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What America’s First President, George Washington, said of Thanksgiving

Most children aren’t taught it isn’t today’s schools, but America’s first President, George Washington, is responsible for our Thanksgiving holiday. Many people credit Abraham Lincoln with the idea, some even give credit to the Pilgrims, but it was George Washington who first took the steps to make it a national event.

George Washington issued his Thanksgiving Proclamation – the first of its kind – on October 3, 1789. The proclamation designated “the People of the United States a day of public thanks-giving” to be held on “Thursday the 26th of November,” of 1789. George Washington’s proclamation marked the creation of the first national thanksgiving celebration which has now become an annual tradition.

It is true that presidents who came after Washington did not follow in his footsteps by continuing to issue a national day of public thanksgiving, but Washington is the one who paved the way for Abraham Lincoln’s 1863 Thanksgiving Proclamation. A little known fact is that Abraham Lincoln issued his proclamation on the same day, October 3rd, that George Washington issued the first thanksgiving proclamation. President Abraham Lincoln also marked the same Thanksgiving Day, Thursday, November 26th, as set forth by President George Washington.

George Washington’s proclamation was printed in newspapers, perhaps most notably the October 9, 1789 issue of the Pennsylvania Packet and Daily Advertiser. 

The first mention we have of a possible national Thanksgiving Holiday is in a private letter from George Washington to James Madison in August of 1789. The letter was penned a few months after Washington took office, and was asking for Madison’s advice on bringing the idea of a “day of thanksgiving” before the Senate.

According to MountVernon.org:

By the end of September 1789, a resolution had been introduced to the House of Representatives requesting that “a joint committee of both Houses be directed to wait upon the President of the United States, to request that he would recommend to the people of the United States a day of public thanksgiving.” The committee put the resolution before the president and George Washington issued the first national Thanksgiving Proclamation within days.

Below is the entire text of George Washington’s 1789 Thanksgiving Proclamation.

By the President of the United States of America, a Proclamation.

Whereas it is the duty of all Nations to acknowledge the providence of Almighty God, to obey his will, to be grateful for his benefits, and humbly to implore his protection and favor– and whereas both Houses of Congress have by their joint Committee requested me to recommend to the People of the United States a day of public thanksgiving and prayer to be observed by acknowledging with grateful hearts the many signal favors of Almighty God especially by affording them an opportunity peaceably to establish a form of government for their safety and happiness.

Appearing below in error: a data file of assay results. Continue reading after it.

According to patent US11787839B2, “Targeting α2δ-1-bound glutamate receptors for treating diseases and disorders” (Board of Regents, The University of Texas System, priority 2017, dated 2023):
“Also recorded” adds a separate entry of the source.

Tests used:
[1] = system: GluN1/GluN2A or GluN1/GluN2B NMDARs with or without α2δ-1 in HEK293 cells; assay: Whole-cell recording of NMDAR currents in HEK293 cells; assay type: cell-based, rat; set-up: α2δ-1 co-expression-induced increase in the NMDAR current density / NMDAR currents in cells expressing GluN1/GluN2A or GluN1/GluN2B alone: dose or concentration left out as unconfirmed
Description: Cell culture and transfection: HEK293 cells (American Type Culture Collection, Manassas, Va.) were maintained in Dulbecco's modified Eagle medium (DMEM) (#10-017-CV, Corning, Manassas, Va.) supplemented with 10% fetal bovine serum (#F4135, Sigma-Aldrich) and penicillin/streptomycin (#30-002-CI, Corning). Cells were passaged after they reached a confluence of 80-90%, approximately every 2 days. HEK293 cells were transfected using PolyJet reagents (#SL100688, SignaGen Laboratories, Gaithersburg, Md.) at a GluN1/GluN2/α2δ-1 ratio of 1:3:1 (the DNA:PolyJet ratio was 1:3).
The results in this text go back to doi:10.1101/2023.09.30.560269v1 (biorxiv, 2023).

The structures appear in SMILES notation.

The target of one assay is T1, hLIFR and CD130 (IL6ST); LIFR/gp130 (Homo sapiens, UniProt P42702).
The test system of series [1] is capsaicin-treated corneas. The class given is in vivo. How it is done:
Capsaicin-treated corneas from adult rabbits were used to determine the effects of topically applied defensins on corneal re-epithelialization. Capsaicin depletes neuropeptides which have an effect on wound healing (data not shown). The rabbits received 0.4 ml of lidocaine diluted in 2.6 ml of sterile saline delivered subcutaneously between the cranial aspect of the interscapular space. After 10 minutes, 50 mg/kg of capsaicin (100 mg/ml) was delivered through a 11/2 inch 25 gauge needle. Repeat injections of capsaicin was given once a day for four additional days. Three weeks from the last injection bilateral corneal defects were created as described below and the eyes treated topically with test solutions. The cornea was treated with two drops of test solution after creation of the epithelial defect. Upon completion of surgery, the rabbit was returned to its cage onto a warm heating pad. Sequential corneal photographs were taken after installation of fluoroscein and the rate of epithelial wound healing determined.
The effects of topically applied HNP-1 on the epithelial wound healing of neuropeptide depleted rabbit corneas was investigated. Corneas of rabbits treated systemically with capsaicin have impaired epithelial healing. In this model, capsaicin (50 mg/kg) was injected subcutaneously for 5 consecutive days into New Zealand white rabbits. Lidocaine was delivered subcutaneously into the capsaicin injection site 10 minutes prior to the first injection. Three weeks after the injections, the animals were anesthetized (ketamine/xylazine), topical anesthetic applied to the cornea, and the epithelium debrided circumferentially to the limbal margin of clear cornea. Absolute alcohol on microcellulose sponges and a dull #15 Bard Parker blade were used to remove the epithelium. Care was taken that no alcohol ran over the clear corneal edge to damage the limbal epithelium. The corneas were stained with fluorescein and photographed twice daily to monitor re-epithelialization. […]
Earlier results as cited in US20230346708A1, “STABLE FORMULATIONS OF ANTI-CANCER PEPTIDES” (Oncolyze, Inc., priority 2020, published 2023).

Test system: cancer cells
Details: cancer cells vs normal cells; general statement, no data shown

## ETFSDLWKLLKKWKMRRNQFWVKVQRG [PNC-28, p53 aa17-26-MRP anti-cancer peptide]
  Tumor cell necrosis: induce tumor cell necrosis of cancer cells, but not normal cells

Now therefore I do recommend and assign Thursday the 26th day of November next to be devoted by the People of these States to the service of that great and glorious Being, who is the beneficent Author of all the good that was, that is, or that will be– That we may then all unite in rendering unto him our sincere and humble thanks–for his kind care and protection of the People of this Country previous to their becoming a Nation–for the signal and manifold mercies, and the favorable interpositions of his Providence which we experienced in the course and conclusion of the late war–for the great degree of tranquility, union, and plenty, which we have since enjoyed–for the peaceable and rational manner, in which we have been enabled to establish constitutions of government for our safety and happiness, and particularly the national One now lately instituted–for the civil and religious liberty with which we are blessed; and the means we have of acquiring and diffusing useful knowledge; and in general for all the great and various favors which he hath been pleased to confer upon us.

and also that we may then unite in most humbly offering our prayers and supplications to the great Lord and Ruler of Nations and beseech him to pardon our national and other transgressions– to enable us all, whether in public or private stations, to perform our several and relative duties properly and punctually–to render our national government a blessing to all the people, by constantly being a Government of wise, just, and constitutional laws, discreetly and faithfully executed and obeyed–to protect and guide all Sovereigns and Nations (especially such as have shewn kindness unto us) and to bless them with good government, peace, and concord–To promote the knowledge and practice of true religion and virtue, and the encrease of science among them and us–and generally to grant unto all Mankind such a degree of temporal prosperity as he alone knows to be best.

Given under my hand at the City of New York the third day of October in the year of our Lord 1789.

Go: Washington



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